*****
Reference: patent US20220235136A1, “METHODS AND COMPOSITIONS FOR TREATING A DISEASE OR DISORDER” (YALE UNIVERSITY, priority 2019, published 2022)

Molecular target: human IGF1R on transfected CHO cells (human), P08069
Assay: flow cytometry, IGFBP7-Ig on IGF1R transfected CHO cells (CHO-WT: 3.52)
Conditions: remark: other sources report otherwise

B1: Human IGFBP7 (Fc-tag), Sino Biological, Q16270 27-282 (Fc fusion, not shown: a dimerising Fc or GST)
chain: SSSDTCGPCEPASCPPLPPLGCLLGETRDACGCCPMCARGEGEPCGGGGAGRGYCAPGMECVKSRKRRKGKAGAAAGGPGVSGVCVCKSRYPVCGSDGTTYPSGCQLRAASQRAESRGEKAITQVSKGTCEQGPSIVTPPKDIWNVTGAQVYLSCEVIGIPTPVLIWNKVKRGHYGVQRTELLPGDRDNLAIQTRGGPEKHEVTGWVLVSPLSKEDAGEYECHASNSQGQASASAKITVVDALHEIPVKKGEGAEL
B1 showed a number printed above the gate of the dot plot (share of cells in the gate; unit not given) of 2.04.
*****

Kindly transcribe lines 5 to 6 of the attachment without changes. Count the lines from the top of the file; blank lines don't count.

B1: Human IGFBP7 (Fc-tag), Sino Biological, Q16270 27-282 (Fc fusion, not shown: a dimerising Fc or GST)
chain: SSSDTCGPCEPASCPPLPPLGCLLGETRDACGCCPMCARGEGEPCGGGGAGRGYCAPGMECVKSRKRRKGKAGAAAGGPGVSGVCVCKSRYPVCGSDGTTYPSGCQLRAASQRAESRGEKAITQVSKGTCEQGPSIVTPPKDIWNVTGAQVYLSCEVIGIPTPVLIWNKVKRGHYGVQRTELLPGDRDNLAIQTRGGPEKHEVTGWVLVSPLSKEDAGEYECHASNSQGQASASAKITVVDALHEIPVKKGEGAEL